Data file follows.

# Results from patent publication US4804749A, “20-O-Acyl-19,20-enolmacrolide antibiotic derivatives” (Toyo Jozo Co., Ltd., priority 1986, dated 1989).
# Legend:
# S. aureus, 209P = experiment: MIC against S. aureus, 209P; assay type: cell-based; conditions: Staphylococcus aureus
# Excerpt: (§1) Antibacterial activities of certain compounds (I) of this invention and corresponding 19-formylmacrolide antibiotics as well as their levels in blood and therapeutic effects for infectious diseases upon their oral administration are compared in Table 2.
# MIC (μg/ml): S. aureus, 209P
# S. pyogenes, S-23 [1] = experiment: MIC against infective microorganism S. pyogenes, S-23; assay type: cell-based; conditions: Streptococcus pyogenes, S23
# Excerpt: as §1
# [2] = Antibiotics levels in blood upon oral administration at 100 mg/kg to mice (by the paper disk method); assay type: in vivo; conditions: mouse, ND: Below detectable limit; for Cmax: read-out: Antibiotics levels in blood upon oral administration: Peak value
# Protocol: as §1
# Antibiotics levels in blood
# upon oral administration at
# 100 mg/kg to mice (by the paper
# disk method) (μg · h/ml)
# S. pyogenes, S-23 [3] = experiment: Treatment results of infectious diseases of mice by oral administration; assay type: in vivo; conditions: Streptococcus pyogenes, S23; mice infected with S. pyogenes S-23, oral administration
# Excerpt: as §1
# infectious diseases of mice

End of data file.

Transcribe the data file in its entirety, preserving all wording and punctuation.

# Results from patent publication US4804749A, “20-O-Acyl-19,20-enolmacrolide antibiotic derivatives” (Toyo Jozo Co., Ltd., priority 1986, dated 1989).
# Legend:
# S. aureus, 209P = experiment: MIC against S. aureus, 209P; assay type: cell-based; conditions: Staphylococcus aureus
# Excerpt: (§1) Antibacterial activities of certain compounds (I) of this invention and corresponding 19-formylmacrolide antibiotics as well as their levels in blood and therapeutic effects for infectious diseases upon their oral administration are compared in Table 2.
# MIC (μg/ml): S. aureus, 209P
# S. pyogenes, S-23 [1] = experiment: MIC against infective microorganism S. pyogenes, S-23; assay type: cell-based; conditions: Streptococcus pyogenes, S23
# Excerpt: as §1
# [2] = Antibiotics levels in blood upon oral administration at 100 mg/kg to mice (by the paper disk method); assay type: in vivo; conditions: mouse, ND: Below detectable limit; for Cmax: read-out: Antibiotics levels in blood upon oral administration: Peak value
# Protocol: as §1
# Antibiotics levels in blood
# upon oral administration at
# 100 mg/kg to mice (by the paper
# disk method) (μg · h/ml)
# S. pyogenes, S-23 [3] = experiment: Treatment results of infectious diseases of mice by oral administration; assay type: in vivo; conditions: Streptococcus pyogenes, S23; mice infected with S. pyogenes S-23, oral administration
# Excerpt: as §1
# infectious diseases of mice